India needs low-cost capital to help domestic entrepreneurs execute global scale projects in areas like green hydrogen, solar energy, electric vehicles and battery manufacturing, Niti Aayog CEO Amitabh Kant said on Friday, adding that there is a need to build a sustainable country.
Addressing a virtual event organised by the Centre for Social and Economic Progress (CSEP), Kant further said India is in a very unique position in hydrogen and it should be moving towards green hydrogen in the oil refining and fertiliser sectors.
“We need to build a sustainable India…India needs only low cost capital to fuel the Indian green entrepreneur to execute global scale projects in green hydrogen, solar, EV and battery etc, ” he said.
Kant noted that the government has pushed for green energy and India is the fourth largest in the world in renewable energy installed capacity.
Talking about climate change, he said as far as the net-zero emission target is concerned, the developed world has given itself more than 40 years, and 7 years for transition.
“So, we can talk about net-zero (emission target), but definitely it can’t be 2050. It has to be some year in the future at which many, many models are being looked at but something which will be politically decided.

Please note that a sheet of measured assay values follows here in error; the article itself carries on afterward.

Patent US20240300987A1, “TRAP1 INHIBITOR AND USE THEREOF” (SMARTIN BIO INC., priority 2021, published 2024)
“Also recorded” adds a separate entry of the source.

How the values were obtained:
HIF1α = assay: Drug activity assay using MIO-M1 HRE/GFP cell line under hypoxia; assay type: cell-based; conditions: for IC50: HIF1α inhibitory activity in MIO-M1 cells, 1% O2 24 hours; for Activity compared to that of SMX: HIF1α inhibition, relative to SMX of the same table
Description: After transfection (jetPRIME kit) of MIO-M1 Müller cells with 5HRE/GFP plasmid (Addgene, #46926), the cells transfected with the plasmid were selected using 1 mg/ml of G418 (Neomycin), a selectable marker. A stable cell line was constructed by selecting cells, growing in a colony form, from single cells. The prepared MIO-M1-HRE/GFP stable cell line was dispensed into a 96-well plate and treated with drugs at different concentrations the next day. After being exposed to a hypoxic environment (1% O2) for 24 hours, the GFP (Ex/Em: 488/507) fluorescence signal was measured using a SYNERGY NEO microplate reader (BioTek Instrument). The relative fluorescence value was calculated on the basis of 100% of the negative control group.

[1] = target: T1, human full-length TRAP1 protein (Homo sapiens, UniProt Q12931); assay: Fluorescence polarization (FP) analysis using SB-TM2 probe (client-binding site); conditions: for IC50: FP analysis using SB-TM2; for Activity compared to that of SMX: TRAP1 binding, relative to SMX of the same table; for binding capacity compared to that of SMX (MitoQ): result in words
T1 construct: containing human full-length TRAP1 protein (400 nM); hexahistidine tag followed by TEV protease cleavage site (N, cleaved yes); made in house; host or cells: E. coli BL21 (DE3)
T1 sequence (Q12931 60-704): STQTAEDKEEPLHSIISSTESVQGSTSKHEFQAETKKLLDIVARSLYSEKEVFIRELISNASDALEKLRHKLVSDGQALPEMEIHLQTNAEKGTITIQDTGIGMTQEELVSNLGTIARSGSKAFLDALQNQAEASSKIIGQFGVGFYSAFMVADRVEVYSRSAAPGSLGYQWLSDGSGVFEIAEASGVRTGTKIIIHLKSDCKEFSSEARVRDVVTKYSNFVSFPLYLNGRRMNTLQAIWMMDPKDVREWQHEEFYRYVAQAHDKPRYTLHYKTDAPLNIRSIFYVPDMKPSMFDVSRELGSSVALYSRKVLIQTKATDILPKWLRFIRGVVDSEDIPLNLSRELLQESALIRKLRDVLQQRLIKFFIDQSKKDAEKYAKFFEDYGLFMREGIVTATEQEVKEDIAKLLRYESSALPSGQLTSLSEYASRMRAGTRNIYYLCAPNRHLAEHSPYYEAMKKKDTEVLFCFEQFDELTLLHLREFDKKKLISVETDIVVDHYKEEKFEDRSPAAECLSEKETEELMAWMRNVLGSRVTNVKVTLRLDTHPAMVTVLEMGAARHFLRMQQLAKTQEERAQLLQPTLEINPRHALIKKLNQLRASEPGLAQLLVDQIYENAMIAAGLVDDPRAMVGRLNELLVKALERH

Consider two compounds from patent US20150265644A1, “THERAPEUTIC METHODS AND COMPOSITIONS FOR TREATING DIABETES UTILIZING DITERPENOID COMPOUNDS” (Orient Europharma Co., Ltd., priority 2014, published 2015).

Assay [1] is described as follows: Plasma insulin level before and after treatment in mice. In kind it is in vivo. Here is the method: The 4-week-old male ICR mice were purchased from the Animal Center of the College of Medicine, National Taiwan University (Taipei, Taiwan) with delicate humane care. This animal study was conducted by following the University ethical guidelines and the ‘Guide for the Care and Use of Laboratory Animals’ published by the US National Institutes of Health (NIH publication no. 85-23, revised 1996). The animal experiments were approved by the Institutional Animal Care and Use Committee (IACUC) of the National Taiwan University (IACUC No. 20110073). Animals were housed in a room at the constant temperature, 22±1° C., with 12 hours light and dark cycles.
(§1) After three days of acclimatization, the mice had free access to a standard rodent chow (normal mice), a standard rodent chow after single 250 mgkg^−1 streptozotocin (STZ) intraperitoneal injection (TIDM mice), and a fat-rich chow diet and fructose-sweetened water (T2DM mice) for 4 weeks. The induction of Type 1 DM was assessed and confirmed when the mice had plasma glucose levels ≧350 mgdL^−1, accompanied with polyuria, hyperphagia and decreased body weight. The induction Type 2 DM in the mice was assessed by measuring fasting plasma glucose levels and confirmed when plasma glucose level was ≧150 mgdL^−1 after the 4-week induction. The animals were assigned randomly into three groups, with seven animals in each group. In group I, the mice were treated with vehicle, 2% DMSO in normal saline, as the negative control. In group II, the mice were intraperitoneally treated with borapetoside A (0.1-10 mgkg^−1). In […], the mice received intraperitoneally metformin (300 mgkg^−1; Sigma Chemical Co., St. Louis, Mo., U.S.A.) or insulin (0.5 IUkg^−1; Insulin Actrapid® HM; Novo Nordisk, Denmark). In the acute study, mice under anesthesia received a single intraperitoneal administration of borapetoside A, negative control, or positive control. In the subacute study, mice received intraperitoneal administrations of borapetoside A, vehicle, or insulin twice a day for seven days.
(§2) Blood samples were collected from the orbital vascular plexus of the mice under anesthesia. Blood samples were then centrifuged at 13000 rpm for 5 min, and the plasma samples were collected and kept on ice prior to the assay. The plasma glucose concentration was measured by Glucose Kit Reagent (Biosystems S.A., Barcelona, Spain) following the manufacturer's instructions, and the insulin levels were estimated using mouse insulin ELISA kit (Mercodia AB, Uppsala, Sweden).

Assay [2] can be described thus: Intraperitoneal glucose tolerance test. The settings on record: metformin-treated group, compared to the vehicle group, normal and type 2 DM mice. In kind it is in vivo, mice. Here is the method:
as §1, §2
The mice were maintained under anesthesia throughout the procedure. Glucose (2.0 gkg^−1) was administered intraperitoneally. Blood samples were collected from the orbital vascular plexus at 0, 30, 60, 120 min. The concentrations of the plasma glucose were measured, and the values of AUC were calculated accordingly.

“But we need to look at various models through which we will arrive at the best possible solution for that,” he said.
Net-zero means balancing the amount of greenhouse gases emitted into the environment by removing an equivalent volume. This may be achieved by various modes, including restoring forests or through direct air capture and storage (DACS) technology.
A very active campaign has been going on for the last two years to get every country to sign on to a net-zero goal for 2050.
Also speaking at the event, former deputy chairman of the erstwhile Planning Commission Montek Singh Ahluwalia said the world is not on track to meet the Paris Agreement targets on climate change.
“India will be among the most effected due to global warming,” Ahluwalia said, adding that climate justice suggests that developed countries should reach the targets earlier, allowing the developing nations more time.
He pointed out that India’s per capita energy use is one-third of the global average but the country is the 4th largest emitter, so it will face pressure to accept some trajectory of emission reduction.
Ahluwalia stressed on the need to switch from fossil fuel to electricity wherever possible but added that some use of fossil fuel is likely to continue through 2050.
Noting that financial condition of India’s discoms (power distribution firms) has to be greatly improved to encourage private sector investment, he suggested for privatisation of discoms to reduce possibility of political interference.
Ahluwalia also cautioned that rising use of bio-fuels could impact food security. PTI BKS ABM ABM
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